The final figurative element Frost incorporates into the poem is diction. This becomes prominent in the final stanza, as it reveals the character’s regrets. “I shall be telling this with a sigh / Somewhere ages and ages hence: / Two roads diverged in a wood, and I-/ I took the one less traveled by, / And that has made all the difference.” (lines 16-20). With use of the word “sigh”, Frost delineates the character’s dissatisfaction with his or her choice. In the conclusion of the poem, the character, realizing that he or she had made the wrong choice, suggests that if the other path had been taken, he or she would have made the better choice. This ties in with Frost’s tone as it is represented in the character’s regrets.
Robert Frost’s short poem The Road Not Taken proves its literary merit through an intensely developed theme, as well as tone. Frost organizes an exceedingly philosophical and contemplative piece, through use of numerous literary devices. One of the most eminent include metaphorical imagery, such as autumn, a forest, and paths. He further exemplifies the tone as he employs setting and characterization. With these instruments, the poem is able to appeal to the reader, as it seemingly allows an immersion into the text. Finally, the author’s application of diction contributes to what makes the text so captivating, as it lets the reader delve into the mind of the character. The poem The Road Not Taken by Robert Frost illustrates an insightful, yet regretful tone through use of setting, characterization, imagery, and diction, for the sole purpose of making the reader aware of the haste and intricacy of life.
The Religious Purpose in The Road Not Taken, Stopping by the Woods on a Snowy Evening, and Mending Wall by Robert Frost
Frost’s Religious Purpose
Robert Frost is a famous American poet who writes about nature in most of his pieces. His work every now and again using settings from rural life in New England in the mid twentieth century, utilizing them to inspect complex social and philosophical topics. Frost went through rough times with the lose his children and his wife leaving him. He later moved to the countryside to begin writing his poems. Some of his work The Road Not Taken, Stopping by Wood on the Snowy Evening, Mending Wall, is used and interpreted for religious purposes. choosing a path that one would enjoy is a big risk that could take years to overcome, if it does not work out.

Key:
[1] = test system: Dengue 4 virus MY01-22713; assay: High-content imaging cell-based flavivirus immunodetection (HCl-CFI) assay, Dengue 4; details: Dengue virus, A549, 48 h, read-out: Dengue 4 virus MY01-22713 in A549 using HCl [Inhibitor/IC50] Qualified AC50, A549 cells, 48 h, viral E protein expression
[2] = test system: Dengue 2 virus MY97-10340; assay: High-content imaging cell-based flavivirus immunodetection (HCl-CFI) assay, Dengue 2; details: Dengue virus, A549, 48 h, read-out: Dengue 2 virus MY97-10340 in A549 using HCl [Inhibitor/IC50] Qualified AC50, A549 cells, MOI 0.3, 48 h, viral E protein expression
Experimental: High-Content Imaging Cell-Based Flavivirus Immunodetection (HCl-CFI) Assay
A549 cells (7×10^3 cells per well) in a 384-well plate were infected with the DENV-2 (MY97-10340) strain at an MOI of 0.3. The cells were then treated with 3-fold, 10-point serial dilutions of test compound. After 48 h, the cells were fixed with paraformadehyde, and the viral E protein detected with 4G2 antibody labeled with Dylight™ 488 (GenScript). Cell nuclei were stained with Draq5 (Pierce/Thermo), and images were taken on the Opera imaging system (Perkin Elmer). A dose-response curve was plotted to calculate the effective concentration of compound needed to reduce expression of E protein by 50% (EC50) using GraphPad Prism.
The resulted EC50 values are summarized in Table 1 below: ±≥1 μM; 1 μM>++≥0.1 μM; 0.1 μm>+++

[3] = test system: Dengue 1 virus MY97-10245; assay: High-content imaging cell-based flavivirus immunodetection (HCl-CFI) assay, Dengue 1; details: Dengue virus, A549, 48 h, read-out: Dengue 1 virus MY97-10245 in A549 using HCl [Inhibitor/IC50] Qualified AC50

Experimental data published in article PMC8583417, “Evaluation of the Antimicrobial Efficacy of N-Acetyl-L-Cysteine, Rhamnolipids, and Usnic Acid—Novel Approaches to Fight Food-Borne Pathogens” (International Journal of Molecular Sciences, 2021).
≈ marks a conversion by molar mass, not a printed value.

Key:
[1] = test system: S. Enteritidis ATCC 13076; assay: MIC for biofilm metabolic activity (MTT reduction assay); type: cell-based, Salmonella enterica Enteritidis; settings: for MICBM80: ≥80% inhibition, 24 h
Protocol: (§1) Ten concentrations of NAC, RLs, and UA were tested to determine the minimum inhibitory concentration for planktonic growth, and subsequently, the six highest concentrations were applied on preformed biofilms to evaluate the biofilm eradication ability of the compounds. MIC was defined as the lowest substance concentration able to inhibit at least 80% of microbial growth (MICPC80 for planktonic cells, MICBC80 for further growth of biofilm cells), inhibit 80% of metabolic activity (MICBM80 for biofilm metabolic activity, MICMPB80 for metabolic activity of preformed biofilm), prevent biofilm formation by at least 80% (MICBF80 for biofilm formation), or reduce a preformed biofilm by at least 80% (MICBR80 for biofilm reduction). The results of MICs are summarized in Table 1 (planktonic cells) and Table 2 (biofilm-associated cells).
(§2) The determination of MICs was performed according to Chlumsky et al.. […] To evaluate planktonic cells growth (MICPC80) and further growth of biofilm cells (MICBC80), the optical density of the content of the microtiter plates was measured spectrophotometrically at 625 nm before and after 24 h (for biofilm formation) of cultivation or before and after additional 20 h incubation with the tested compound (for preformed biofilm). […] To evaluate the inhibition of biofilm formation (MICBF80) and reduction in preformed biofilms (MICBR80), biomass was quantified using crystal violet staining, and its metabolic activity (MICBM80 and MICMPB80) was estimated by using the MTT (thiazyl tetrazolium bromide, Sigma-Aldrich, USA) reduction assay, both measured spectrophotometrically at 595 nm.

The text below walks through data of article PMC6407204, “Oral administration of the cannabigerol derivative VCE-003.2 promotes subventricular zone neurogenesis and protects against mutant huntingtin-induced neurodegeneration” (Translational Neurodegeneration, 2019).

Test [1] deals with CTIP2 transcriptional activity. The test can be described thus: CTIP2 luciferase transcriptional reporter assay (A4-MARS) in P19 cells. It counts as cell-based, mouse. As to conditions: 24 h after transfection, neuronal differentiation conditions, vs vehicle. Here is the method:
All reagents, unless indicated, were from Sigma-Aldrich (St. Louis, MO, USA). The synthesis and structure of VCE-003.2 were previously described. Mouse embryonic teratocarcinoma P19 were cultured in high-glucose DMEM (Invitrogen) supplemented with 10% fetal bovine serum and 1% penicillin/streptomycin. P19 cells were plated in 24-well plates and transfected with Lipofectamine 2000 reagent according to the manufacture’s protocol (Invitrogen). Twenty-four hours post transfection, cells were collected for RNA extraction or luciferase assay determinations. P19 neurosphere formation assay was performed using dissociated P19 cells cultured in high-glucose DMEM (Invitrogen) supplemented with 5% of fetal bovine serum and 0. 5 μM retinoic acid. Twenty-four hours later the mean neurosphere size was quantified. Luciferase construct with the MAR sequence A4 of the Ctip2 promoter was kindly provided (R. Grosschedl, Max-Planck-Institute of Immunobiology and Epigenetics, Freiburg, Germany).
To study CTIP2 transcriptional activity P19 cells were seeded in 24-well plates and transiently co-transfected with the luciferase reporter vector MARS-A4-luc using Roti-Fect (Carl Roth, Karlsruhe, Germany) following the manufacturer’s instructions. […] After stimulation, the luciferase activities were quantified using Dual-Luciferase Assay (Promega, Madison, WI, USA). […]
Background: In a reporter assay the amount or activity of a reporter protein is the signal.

Frost’s poem The Road Not Taken is an unquestionably metaphoric poem that can be interpreted by its attitude as a symbol of religion. The poem opens up with the splitting of the two roads which can be seen by the narrator as old age coming fast. The last two line of the first stanza states the the narrator “looked down one as far as I could to where it bent in the undergrowth”(N.p.). Seeing the depth of the two lines shows the readers the the narrator has a long way to go. In the first line, the word “wood” can mean a decision or a crisis. In consideration, his hesitation causes him inevitable distress to mediate more than one particular strategy.